Learners are spoilt these days. I can say that because when I was one, the choice of bikes to legally ride was fairly limited. I was too old when New South Wales adopted the Learner Approved Motorcycle Scheme (LAMS) in 2002, but was envious of the choice of bikes that new riders could have.
Then seemingly overnight, the menu for learners around Australia had a style to satisfy every taste. There was everything from 650 motards to 400 enduros and mid-capacity scooters and road bikes. Where it did lack was in the choice of new, big-capacity machines built for learners, but that isn’t the case any longer.
This end of the learner market has a lot of machines to choose from, and for good reason. There are more than a few riders looking for a motorcycle today who have just got their licence, are capable riders and want to buy a new bike that they can use on their Ls and Ps and ride happily ever after.
The larger-capacity end of the market is the most hotly contested, with the range of machinery to choose from including both tailor-made machines for learners with optimised power and handling characteristics and restricted machinery based on full-power machines around the 650cc mark. The restricted machines typically are those that cause more of a fuss based on the reputation their full-powered versions give them.
If there’s one machine that has been missed from this market segment of late, it would have to be the SV650. Thankfully it returns to the fray this year in place of the stylish and interestingly named Gladius. When Suzuki moved to the Gladius, it was a step in a gentler direction, a move away from the core of what made the SV650 so successful, but on the new model all that changes again. “The factory, in terms of the design concept, has gone full circle and the bike has gone back to its origins,” says Suzuki Australia’s Lewis Croft. “The mid-size learner market has grown — in Australia it has nearly doubled since 2013. Our market share has declined over the last few years as we decided to pull back on the SFV650, but with this new bike we hope to reclaim a lot of that market share as the new SV650 goes back to what made the original so good.”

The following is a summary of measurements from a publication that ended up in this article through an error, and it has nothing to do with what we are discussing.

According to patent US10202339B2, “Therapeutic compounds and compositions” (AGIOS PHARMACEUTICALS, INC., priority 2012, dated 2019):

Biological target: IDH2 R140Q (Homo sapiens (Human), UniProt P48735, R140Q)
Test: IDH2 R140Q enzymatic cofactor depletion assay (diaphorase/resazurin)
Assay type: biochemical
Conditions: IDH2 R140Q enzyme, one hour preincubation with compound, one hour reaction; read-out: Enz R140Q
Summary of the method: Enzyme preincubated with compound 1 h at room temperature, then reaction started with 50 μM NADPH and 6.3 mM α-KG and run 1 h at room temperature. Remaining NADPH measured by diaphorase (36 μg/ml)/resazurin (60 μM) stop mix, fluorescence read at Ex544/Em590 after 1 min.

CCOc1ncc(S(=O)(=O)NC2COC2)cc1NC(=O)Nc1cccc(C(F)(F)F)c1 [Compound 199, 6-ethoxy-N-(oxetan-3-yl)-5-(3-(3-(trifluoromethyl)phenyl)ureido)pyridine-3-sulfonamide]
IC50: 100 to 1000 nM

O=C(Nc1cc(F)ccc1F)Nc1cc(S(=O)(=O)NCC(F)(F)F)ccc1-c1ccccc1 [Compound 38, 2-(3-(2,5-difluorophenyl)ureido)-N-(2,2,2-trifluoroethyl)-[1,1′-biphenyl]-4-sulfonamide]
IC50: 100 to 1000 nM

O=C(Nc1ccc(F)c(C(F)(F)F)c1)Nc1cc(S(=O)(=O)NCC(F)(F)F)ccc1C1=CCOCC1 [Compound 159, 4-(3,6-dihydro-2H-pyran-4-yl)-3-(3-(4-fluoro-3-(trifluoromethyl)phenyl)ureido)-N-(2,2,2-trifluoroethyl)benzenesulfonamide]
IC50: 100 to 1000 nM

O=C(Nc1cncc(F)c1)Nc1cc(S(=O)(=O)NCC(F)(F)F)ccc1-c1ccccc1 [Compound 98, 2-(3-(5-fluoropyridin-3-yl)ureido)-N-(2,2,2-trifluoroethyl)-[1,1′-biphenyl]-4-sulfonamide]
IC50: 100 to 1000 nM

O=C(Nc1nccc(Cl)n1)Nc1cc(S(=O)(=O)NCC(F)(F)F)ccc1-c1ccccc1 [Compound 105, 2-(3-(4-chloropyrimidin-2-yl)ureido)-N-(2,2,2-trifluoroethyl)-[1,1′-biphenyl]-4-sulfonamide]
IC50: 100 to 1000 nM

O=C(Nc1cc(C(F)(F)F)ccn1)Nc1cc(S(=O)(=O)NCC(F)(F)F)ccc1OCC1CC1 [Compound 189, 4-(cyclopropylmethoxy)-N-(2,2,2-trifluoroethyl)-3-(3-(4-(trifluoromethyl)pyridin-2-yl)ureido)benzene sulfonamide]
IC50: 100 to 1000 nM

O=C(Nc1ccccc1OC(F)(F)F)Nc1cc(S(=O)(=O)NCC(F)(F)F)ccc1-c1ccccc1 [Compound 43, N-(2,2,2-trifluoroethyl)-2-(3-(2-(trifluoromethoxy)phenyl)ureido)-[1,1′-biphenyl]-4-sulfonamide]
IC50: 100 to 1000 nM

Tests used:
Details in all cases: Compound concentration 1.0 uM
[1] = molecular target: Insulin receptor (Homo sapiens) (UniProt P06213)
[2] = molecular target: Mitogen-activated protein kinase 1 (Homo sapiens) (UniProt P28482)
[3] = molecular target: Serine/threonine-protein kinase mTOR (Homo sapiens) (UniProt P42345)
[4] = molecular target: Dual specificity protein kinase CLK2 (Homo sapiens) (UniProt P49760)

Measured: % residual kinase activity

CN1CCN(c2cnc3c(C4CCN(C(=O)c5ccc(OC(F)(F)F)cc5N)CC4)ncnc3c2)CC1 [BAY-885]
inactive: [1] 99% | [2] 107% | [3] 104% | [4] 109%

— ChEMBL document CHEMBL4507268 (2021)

So how has Suzuki done just that? First, with price, at $9990 ride away. You couldn’t buy the original machine and register it for that price, so it is better than the original already. Compared to the Gladius it replaces, it is $1500 cheaper, has ABS as standard, is lighter, has better handling, is better performing and better looking too — and not many people will argue. Most noticeable about the new SV650 is that the styling has gone back to the classic naked bike look with round headlight and minimal bodywork over a trellis frame carrying a 90-degree V-twin engine. Although it is small in its proportions — something short and novice riders will appreciate when manoeuvring the bike — it is still a striking-looking machine.
The heart of the SV is an evolution of the original powerplant that has featured in no less than 410,000 units. The first was the faired SV650S, followed by the naked bike a year later. In 2003 the boxier-styled SV featured the engine with fuel injection and carried it until it was updated in the Gladius. It also features in the V-Strom 650 in both learner-approved and full-power models. On that note, the SV650 is only coming to Australia in the learner-approved, low-power version — for now. If this engine wasn’t as reliable and durable as I say it is, surely you would have heard different elsewhere by now.
In the full-power-trim version we don’t get, the SV puts out 56kW of power. The torque benefit isn’t as impressive, with the full-power version putting out 64Nm at 8100rpm, whereas the Aussie-spec machine is all done with its 57Nm by 4000rpm. Torque is what’s important and Suzuki hasn’t lost much in complying with power restrictions for learners. The resulting engine character is the winner though. It delivers good drive at low rpm and at the other end of the scale, freeway speeds are easy to achieve and you’ll see 155km/h on the racetrack. Top speed isn’t a factor for this machine, though, and the lower end of the rpm scale is very well suited to the needs of a learner rider with strong, predictable, linear power delivery from a standstill.
Suzuki has gone a step further, cleaning up the bottom-end power by adopting a Low RPM Assist function. By monitoring the gear position, throttle position, rpm and clutch actuation, the ECU alters the ignition timing and throws in a few more rpm on take-off to aid the transition from a standing still/clutch in to clutch fully disengaged. This function isn’t a gimmick — you can’t dump the clutch and expect the bike to take off, but you can take off with no throttle at all and carefully ride the clutch out. For riders who remember learning to use a clutch or have ever taught someone to, this function is a great aid while learning a basic skill. Even experienced riders will clean up take-offs on the mid-sized twin to the kind of smoothness you get out of an in-line four.